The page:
By Melinda Lejman
Rabbi Bess Wohlner isn’t a native Memphian, though you’d be hard pressed to make a case against her. I was certain her friendly, frank demeanor and endearing concern for my comfort when we first met were tell-tale signs that I was in good Southern company.
“It takes a rare bird to get my humor,” she laughed. Born and raised in Kansas, Rabbi Bess didn’t move to Memphis until 2015, when she accepted an assistant rabbinical position with Temple Israel, the only Reform synagogue in the city.
With just over a year and a half under her belt, Rabbi Bess has helped facilitate a progressive movement towards LGBTQ inclusion among Temple’s congregation. Beginning with a mitzvah project spearheaded by a gay conversion student, synagogue leadership have embraced LGBTQ inclusion and equality. The mitzvah project culminated in Temple’s recent certification as a safe space for LGBTQ individuals by Keshet, a national Jewish organization that advocates for full inclusion in all aspects of Jewish communities.
To become Keshet approved, an organization must meet certain requirements such as providing unisex or non- gendered bathrooms, using non-gendered language on membership application forms, performing same-sex ceremonies and weddings at the synagogue, and the ability for an LGBTQ congregant to wholly participate in religious services.
In addition, a Keshet organization must be willing to participate in LGBTQ advocacy work. “It’s something I appreciate about the Reform movement, because it comes from prophetic Judaism which calls for speaking out against things that are wrong,” explains Rabbi Bess. For her, anything that singles out an individual based on sexual orientation does not align with Jewish values, plain and simple.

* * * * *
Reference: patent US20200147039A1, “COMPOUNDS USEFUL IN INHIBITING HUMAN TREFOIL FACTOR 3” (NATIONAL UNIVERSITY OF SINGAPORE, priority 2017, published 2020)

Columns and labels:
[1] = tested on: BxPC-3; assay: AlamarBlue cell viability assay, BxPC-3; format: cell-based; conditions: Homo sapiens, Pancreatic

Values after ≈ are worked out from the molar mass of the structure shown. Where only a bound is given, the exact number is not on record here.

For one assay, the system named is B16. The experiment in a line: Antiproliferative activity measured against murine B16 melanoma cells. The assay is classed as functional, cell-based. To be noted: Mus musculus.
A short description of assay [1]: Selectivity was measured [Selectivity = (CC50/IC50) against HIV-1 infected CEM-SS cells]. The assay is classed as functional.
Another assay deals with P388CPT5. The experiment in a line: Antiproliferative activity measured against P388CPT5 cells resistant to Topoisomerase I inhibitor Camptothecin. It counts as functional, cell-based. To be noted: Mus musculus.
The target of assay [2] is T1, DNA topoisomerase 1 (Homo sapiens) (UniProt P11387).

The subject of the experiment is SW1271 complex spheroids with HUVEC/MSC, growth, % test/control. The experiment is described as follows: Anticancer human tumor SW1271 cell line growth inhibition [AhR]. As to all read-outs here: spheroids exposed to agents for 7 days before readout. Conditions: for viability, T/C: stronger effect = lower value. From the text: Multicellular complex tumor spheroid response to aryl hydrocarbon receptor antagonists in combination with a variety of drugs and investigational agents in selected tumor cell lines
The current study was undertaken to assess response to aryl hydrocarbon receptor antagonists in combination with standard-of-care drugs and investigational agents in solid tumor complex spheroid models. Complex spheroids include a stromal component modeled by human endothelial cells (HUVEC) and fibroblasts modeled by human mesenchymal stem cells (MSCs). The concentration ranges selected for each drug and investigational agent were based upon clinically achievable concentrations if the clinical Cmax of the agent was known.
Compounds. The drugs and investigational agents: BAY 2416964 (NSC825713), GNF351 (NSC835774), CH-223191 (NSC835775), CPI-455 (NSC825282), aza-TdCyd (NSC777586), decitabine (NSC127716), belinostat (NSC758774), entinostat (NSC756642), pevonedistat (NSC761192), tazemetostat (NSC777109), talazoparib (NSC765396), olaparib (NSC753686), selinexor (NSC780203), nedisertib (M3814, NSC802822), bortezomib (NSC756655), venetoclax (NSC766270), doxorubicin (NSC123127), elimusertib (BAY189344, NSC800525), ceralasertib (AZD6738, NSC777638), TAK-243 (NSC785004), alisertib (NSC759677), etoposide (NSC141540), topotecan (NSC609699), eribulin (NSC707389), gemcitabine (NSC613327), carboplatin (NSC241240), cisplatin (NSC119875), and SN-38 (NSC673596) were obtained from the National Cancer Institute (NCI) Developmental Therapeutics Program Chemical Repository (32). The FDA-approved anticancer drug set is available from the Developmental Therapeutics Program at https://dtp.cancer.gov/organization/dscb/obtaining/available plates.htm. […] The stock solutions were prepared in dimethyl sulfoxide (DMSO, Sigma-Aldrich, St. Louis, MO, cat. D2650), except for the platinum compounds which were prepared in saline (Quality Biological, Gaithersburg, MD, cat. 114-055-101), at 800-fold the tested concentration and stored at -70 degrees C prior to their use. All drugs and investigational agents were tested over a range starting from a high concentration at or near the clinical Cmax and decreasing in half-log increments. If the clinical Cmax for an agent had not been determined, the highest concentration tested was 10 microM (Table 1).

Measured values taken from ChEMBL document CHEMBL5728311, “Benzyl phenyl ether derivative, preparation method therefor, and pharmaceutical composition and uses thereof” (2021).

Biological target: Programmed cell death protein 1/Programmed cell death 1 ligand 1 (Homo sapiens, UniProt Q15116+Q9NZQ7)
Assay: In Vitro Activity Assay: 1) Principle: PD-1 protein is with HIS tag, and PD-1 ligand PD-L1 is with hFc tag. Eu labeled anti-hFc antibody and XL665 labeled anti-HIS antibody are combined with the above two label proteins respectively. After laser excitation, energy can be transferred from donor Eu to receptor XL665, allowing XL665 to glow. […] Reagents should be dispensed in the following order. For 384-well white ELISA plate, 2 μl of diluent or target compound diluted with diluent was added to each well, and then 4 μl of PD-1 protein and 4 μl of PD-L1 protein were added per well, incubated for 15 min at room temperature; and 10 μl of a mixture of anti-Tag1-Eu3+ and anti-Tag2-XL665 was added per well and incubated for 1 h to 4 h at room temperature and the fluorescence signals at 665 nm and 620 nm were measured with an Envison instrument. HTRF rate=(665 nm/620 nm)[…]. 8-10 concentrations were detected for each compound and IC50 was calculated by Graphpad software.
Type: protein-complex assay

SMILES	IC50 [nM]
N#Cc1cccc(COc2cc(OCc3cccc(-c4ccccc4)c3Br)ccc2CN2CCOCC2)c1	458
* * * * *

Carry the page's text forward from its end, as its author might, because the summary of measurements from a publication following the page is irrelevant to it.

“Anytime someone’s rights are threatened, it’s not a political issue, it’s a moral issue, and we have a religious obligation to speak out in favor of supporting people’s rights.” In addition to her daily rabbinical duties, Rabbi Bess also oversees Temple Israel’s religious school program. “When I took over the religious school, I really wanted our faculty to reflect our congregation.” In that spirit, she’s hired “Jews by choice”, gay staff, and a non-Jew to reflect the full spectrum of individuals who make up Temple Israel’s community.
Not only is Temple Israel expanding LGBTQ inclusivity in their east Memphis synagogue, they have recently made a move to create a touchpoint for Jews living in midtown and downtown through securing space inside Crosstown Concourse. This will enable Temple Israel to serve more of the Memphis Jewish population, as well as facilitate further opportunities to work with Mid-South organizations on social justice initiatives.
“For me, it’s really exciting as a new rabbi,” Wohlner said, “to be a part of a congregation that takes social justice so seriously that they put themselves in the center of doing good in the city with others who want to do good, too.”
Learn more about Temple Israel at timemphis.org.
Passover begins Monday, April 10. If you’re interested in Queering Your Seder check out Keshet’s LGBTQ Haggadot at keshetonline.org.